Milking it: what’s in store for the Irish dairy industry when quotas end

In the post-quota milk world, social and geopolitcal upheavals from Shanghai to Moscow will be felt in Irish farms and fields

Ralph Haslam on Mossfield Farm, his organic dairy farm just outside Birr, Co Offaly

Ralph Haslam on Mossfield Farm, his organic dairy farm just outside Birr, Co Offaly

 

Ralph Haslam makes the universal sign for crazy by tapping the side of his head with his finger when asked what his neighbours make of his farming methods. We’re standing on Mossfield Farm, six miles outside Birr, Co Offaly, looking out to the misty Slieve Blooms.

This is one of a handful of organic dairy farms in the country. Later he’ll be working past midnight turning the new cheeses made today from the huge vat of creamy milk waiting in the cheese plant behind us.

Organic dairy farmers like Haslam are mavericks, out of step with the mainstream. Next month he’ll swim against a stronger tide as a new chapter in Ireland’s milk story begins. On the morning of April Fools’ Day, dairy farmers will be able to milk like they’ve never milked before. Overnight the quota system in place for more than three decades will evaporate in a puff of EU reform.

The shackles, as Agriculture Minister Simon Coveney put it, will be off. Farmers will be free to march into a volatile and bizarre global commodity milk market. The Government wants to increase annual Irish milk production by 2.75 billion litres in the next five years. Reaching that target means adding 300,000 dairy cows to the 1.1 million herd being milked today. Farms are expected to get bigger and more intensive, a plan that will require more chemical fertilisers, more silage and result in a lot more manure as well as milk. It’s a move that could change the landscape, economy and smell of large parts of rural Ireland.

Each of Haslam’s 60 sturdy Rotbunt cows has roughly a hectare of grazing land. To keep his grass growing, he rests fields, rotates crops with a mix of grain and peas to fix nitrogen in the soil and reseeds with grass and clovers. He turned to organic farming in 1999 because he was spending money overstocking animals to buy quota and watching the milk price drop.

“The animals were sick. We were sick. Everyone was sick.”

The first two years without artificial fertilisers were terrifying and he thought he might have made a terrible mistake. “The land takes a shock for the first year and the second year you wonder what you’ve done. Then the land comes back to life. It doesn’t get as wet in winter here and it doesn’t dry out too much. The roots are going deeper into the ground.”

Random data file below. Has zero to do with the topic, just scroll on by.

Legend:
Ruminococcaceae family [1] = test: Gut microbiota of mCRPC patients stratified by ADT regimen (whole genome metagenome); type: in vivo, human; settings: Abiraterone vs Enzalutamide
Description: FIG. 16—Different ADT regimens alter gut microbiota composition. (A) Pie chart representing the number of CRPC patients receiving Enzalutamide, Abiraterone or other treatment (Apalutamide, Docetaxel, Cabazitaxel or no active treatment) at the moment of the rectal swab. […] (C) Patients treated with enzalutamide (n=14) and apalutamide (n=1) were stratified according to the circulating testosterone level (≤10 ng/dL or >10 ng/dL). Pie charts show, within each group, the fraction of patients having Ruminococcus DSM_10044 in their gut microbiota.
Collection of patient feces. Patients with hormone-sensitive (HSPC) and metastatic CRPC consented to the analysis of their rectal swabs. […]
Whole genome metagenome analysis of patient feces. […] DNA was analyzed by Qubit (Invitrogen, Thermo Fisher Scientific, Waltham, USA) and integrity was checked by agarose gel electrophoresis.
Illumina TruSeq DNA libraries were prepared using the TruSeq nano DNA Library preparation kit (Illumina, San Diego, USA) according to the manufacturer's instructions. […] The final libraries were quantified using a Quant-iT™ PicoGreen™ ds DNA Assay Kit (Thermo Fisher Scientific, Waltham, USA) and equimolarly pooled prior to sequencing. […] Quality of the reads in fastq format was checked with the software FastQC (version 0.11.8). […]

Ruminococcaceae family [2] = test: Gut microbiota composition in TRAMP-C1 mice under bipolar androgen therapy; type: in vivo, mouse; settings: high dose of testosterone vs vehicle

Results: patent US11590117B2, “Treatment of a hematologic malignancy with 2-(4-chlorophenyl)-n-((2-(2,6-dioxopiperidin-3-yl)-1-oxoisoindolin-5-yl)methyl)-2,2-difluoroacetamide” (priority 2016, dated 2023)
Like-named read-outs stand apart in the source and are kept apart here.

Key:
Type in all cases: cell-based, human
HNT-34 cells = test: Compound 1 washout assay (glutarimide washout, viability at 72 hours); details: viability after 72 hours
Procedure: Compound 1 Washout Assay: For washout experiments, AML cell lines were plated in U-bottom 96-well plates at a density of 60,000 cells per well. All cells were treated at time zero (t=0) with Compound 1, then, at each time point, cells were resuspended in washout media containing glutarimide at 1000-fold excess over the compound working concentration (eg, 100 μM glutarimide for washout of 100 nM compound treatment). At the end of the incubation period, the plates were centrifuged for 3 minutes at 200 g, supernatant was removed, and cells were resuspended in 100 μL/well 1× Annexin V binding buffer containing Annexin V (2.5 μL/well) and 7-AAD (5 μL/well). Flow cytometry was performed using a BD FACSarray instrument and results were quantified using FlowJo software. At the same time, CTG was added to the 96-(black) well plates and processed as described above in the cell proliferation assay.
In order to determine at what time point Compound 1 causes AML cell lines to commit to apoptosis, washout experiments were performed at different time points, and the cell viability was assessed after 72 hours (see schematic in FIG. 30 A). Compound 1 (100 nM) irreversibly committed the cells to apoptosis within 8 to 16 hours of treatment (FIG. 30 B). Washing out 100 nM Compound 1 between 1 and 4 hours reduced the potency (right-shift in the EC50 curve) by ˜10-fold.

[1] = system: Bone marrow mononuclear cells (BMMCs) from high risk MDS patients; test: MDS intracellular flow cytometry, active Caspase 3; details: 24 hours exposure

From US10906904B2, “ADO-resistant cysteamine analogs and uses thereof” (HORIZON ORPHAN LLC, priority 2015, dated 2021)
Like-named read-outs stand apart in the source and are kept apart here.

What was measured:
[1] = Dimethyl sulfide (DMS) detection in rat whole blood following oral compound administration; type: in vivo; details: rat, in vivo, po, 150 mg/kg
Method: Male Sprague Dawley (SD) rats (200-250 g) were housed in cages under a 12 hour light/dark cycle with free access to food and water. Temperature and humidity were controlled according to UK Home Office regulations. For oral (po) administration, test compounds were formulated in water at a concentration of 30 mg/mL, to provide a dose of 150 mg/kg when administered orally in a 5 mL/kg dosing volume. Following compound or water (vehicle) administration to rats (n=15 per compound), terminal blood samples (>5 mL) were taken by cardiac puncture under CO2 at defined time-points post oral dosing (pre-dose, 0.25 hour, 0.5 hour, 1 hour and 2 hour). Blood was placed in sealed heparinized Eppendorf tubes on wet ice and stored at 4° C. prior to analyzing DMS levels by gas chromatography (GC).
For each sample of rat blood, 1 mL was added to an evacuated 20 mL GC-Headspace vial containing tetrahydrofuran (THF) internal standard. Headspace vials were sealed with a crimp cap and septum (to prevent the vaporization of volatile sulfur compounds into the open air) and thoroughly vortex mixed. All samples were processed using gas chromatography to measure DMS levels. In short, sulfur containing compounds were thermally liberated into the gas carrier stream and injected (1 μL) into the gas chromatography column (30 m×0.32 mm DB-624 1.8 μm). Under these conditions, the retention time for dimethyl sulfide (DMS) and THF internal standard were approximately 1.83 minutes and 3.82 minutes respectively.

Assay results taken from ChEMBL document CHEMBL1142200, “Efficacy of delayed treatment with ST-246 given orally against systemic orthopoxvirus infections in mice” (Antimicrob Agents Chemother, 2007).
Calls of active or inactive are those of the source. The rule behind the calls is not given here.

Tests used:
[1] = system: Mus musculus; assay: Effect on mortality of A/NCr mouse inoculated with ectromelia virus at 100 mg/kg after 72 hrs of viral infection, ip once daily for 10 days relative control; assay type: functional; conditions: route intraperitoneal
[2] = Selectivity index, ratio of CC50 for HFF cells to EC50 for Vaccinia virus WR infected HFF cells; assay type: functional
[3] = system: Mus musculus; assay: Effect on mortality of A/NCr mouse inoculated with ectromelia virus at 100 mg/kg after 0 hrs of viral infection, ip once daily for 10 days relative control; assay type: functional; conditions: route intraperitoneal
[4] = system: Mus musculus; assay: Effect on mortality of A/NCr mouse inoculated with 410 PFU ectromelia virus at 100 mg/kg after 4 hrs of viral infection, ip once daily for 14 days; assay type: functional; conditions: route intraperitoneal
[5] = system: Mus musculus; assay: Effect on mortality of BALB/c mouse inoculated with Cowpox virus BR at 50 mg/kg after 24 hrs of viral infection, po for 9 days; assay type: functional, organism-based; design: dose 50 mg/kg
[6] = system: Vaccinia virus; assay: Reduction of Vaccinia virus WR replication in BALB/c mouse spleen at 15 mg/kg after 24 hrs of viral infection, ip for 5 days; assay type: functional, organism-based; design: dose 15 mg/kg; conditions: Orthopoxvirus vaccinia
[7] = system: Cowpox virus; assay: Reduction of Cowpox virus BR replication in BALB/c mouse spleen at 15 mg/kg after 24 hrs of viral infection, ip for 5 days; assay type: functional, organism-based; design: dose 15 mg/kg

His cows each give him around 5,500 litres of creamy, high protein milk every year.

Sounds impressive until you look at the Holstein-Friesians which make up the majority of the Irish dairy herd. The American-bred Holstein-Friesian is a phenomenal milk machine, producing more than 11,000 litres of milk a year, thanks to intensive breeding, feeding and farming methods.

Three-quarters of the milk produced on Mossfield Farm is made into cheese, most of it sold in Europe. They make a batch of yoghurt and the rest of the milk is pasteurised and bottled, unhomogenised so a creamy layer sits on top. The liquid milk is not as profitable as the cheese. It’s more of a loss leader for the farm. There are plans to experiment with a frozen yoghurt.

Milking your own cows and turning that milk into a product you can sell is not how things are done on most of the 18,500 Irish dairy farms. Almost the entire Irish dairy herd is milked for the wholesale market, run by a handful of major dairy processors. The extra post-quota milk will not be poured out on Irish breakfast tables. We already produce enough milk and dairy produce to feed 52 million people and the pressure is on to produce more of it, even more cheaply, to feed new markets.

A large part of the future of an expanded Irish dairy industry is in the small hands of Chinese babies.

“The Chinese leadership decided 20 years or so ago they wanted to create a dairy economy,” Richard Dillon, a dairy analyst with Agra Informa, says. “This in a famously lactose intolerant nation.” The campaign was incredibly effective, especially in the baby food market. Then it was derailed in 2008 when melamine contamination of Chinese infant formula killed at least six and hospitalised 50,000 babies. Parents recoiled from infant milk formula. So China threw open its doors to foreign baby formula imports, slashing import duties to plug the gap.

The melamine catastrophe pushed Chinese consumers into the arms of foreign dairy processors. Seven years later the idea that expensive imported infant formula is the only safe food for babies holds strong. China imported 7,800 tonnes of infant milk formula in 2013, 18,500 tonnes last year. “It’s an astonishing rate of growth,” Dillon says.

Bord Bia has had an office in Shanghai for five years, headed by James O’Donnell. If he has a mission statement, it would be to get Irish rather than Danish, New Zealand or German infant milk formula into the tummies of as many newly-minted Chinese consumers as possible.